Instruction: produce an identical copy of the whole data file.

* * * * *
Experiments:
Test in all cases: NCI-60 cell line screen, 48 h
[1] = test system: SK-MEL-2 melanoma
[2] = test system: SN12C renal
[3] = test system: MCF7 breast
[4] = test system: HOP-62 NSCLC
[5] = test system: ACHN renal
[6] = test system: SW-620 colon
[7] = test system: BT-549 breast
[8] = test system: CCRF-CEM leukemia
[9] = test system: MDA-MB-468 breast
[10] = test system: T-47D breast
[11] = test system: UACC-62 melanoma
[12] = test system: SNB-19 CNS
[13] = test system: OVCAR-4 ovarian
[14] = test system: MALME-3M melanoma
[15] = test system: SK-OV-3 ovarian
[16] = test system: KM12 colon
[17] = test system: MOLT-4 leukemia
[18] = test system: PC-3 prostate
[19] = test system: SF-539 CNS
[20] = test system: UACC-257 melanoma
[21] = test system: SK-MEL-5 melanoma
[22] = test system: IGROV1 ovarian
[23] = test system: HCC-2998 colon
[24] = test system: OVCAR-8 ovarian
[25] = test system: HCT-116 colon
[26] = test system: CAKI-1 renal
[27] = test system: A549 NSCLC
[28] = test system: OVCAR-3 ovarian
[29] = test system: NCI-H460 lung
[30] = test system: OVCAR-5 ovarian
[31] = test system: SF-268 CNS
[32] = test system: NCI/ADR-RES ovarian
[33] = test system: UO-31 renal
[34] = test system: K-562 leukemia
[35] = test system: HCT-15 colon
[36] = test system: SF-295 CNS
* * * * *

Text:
Experiments:
Test in all cases: NCI-60 cell line screen, 48 h
[1] = test system: SK-MEL-2 melanoma
[2] = test system: SN12C renal
[3] = test system: MCF7 breast
[4] = test system: HOP-62 NSCLC
[5] = test system: ACHN renal
[6] = test system: SW-620 colon
[7] = test system: BT-549 breast
[8] = test system: CCRF-CEM leukemia
[9] = test system: MDA-MB-468 breast
[10] = test system: T-47D breast
[11] = test system: UACC-62 melanoma
[12] = test system: SNB-19 CNS
[13] = test system: OVCAR-4 ovarian
[14] = test system: MALME-3M melanoma
[15] = test system: SK-OV-3 ovarian
[16] = test system: KM12 colon
[17] = test system: MOLT-4 leukemia
[18] = test system: PC-3 prostate
[19] = test system: SF-539 CNS
[20] = test system: UACC-257 melanoma
[21] = test system: SK-MEL-5 melanoma
[22] = test system: IGROV1 ovarian
[23] = test system: HCC-2998 colon
[24] = test system: OVCAR-8 ovarian
[25] = test system: HCT-116 colon
[26] = test system: CAKI-1 renal
[27] = test system: A549 NSCLC
[28] = test system: OVCAR-3 ovarian
[29] = test system: NCI-H460 lung
[30] = test system: OVCAR-5 ovarian
[31] = test system: SF-268 CNS
[32] = test system: NCI/ADR-RES ovarian
[33] = test system: UO-31 renal
[34] = test system: K-562 leukemia
[35] = test system: HCT-15 colon
[36] = test system: SF-295 CNS